toronto raccoon

Yet another Toronto raccoon caught on camera foiling the city's raccoon-proof green bin

It's a raccoon world, we're just living in it (literally) — and the majestic nightbois of Toronto will take every chance they can get to prove that this city still belongs to them.

One portly procyon in Midtown Toronto casually demonstrated once again this weekend that not even the most expensive of human engineers can keep them away from the garbage they crave.

A blogTO reader sent in the following security camera footage from Sunday night of a trash panda knocking over his green bin with ease and using its adorably dexterous hands to not only rotate the box, but to grip and turn the handle on top of it, freeing the delicious contents inside.

It takes the wild animal roughly 15 to foil the most recent iteration of Toronto's $31-million raccoon-proof green bin.

"Raccoons are getting crazy!" noted the reader of his clever little visitor — but here's the thing: Toronto raccoons done been crazy. Crazy smart, that is, particularly when it comes to procuring food. It's why they're all so fat.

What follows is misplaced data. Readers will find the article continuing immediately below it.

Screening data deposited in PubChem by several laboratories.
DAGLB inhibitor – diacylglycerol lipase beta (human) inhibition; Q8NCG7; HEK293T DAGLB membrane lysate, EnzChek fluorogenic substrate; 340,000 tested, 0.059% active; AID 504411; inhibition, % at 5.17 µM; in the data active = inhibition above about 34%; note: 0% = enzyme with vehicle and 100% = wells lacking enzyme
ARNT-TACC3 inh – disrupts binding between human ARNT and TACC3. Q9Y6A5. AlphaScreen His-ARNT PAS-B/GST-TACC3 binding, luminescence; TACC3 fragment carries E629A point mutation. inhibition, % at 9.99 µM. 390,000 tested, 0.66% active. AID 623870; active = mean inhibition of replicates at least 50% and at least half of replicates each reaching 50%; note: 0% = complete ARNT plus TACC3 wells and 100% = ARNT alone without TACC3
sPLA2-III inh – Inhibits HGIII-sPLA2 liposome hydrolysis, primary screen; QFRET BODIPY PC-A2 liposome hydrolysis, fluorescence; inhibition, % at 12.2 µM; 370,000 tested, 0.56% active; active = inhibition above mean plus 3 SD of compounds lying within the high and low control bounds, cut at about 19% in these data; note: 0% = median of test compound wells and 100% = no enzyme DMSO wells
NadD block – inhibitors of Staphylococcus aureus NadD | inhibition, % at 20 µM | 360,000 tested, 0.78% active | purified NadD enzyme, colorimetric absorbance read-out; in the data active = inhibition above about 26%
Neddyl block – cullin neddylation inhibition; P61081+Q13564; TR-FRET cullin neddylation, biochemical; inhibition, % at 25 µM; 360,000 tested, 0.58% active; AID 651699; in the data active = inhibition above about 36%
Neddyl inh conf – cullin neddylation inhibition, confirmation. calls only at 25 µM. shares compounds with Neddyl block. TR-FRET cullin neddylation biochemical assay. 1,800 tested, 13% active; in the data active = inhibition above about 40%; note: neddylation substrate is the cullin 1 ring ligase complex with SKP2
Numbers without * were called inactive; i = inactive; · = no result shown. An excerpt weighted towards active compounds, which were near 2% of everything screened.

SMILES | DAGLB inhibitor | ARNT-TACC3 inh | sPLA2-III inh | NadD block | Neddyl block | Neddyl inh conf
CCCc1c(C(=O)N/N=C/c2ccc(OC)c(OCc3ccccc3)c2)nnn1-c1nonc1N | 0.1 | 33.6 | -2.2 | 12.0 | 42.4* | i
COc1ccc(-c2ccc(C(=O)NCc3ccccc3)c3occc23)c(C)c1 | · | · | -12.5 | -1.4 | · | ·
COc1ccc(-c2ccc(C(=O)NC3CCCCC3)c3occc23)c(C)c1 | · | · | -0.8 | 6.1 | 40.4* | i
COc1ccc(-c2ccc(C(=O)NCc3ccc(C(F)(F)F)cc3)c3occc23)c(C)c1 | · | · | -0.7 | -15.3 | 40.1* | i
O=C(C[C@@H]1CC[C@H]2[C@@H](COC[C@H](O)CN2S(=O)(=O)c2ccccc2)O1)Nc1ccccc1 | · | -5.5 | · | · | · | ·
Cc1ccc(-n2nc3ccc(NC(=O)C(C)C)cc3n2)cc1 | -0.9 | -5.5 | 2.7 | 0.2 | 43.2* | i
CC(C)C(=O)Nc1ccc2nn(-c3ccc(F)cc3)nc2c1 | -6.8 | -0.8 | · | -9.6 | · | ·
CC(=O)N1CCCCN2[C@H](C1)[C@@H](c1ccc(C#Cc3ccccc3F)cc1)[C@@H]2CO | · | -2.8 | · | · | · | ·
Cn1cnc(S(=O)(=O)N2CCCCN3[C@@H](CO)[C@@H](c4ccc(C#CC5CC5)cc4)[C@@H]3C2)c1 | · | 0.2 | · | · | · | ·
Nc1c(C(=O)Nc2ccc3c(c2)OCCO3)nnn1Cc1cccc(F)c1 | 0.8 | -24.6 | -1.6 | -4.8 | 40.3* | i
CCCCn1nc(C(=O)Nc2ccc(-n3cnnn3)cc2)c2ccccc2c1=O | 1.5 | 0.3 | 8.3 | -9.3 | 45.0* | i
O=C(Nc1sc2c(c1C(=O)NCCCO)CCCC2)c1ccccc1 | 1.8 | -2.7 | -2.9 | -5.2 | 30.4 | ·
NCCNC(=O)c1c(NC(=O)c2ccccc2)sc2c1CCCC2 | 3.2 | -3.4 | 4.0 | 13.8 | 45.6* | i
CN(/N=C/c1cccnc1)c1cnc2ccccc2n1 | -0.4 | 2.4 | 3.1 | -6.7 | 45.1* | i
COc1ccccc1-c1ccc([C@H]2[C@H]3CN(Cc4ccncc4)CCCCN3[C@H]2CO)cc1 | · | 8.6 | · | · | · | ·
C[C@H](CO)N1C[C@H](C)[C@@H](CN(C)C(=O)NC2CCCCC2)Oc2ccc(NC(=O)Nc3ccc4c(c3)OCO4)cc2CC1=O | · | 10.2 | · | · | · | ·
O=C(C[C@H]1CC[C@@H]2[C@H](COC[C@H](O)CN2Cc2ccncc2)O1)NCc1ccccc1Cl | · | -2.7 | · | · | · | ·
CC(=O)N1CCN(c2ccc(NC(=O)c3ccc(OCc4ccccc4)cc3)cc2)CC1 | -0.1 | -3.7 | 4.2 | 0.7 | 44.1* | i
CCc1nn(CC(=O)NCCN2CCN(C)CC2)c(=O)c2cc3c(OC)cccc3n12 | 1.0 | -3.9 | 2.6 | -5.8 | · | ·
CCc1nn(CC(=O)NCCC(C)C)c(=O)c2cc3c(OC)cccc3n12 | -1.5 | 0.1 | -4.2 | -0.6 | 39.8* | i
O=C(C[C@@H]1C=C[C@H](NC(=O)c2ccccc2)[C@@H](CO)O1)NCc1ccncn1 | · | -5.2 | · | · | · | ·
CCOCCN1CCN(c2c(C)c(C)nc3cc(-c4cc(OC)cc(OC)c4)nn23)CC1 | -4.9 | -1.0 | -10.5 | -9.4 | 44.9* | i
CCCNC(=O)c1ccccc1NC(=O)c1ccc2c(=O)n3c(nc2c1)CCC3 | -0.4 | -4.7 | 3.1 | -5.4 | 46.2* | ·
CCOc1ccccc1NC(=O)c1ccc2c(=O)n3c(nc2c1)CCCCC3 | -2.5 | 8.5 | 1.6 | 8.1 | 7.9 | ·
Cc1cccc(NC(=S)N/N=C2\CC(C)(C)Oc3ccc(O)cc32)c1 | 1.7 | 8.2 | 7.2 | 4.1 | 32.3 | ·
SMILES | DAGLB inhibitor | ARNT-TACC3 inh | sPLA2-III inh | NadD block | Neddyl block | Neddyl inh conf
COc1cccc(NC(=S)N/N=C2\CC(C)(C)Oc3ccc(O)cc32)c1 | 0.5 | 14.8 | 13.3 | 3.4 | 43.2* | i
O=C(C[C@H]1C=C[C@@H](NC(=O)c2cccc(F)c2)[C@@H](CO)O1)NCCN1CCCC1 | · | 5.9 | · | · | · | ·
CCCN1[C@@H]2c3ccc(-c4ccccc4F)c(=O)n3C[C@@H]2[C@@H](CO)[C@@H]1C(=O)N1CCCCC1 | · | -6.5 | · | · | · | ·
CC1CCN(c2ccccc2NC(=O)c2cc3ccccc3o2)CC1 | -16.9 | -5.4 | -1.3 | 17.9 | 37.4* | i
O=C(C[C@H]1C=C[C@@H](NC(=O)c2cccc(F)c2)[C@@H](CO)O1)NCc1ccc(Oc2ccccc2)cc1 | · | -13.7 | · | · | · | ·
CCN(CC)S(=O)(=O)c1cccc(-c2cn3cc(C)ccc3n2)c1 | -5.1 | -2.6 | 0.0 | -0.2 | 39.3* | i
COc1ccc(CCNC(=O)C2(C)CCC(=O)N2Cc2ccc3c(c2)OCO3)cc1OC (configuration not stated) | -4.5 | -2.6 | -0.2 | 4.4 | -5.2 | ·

The raccoon seen in the video above is not the first to be captured on camera making light work of a green bin garbage heist. So many people have reported finding their high-tech "raccoon-resistant" bins tossed or filled with furry critters, in fact, that it's become sort of a running joke in the city.

Designed by Rehrig Pacific in California and originally distributed in 2016, Toronto's pricey new green bins were chosen specifically for their gravity locks, which can only be opened by pressing in and turning a circular latch with opposable thumbs.

Despite lacking this distinct primate feature, some raccoons in the city miraculously figured out how to spin the latch around anyway. Others quickly learned that the bins can also be opened by turning them upside down (the gravity lock releases at 110 degrees for ease of emptying into garbage trucks.)

Others still have taken to simply chewing through the plastic, proving that, as NPR wrote in 2018, there really is "no stopping Toronto's uber-raccoon."

Respect, my brilliant little forest friends. Respect.

Lead photo by

submitted to blogTO

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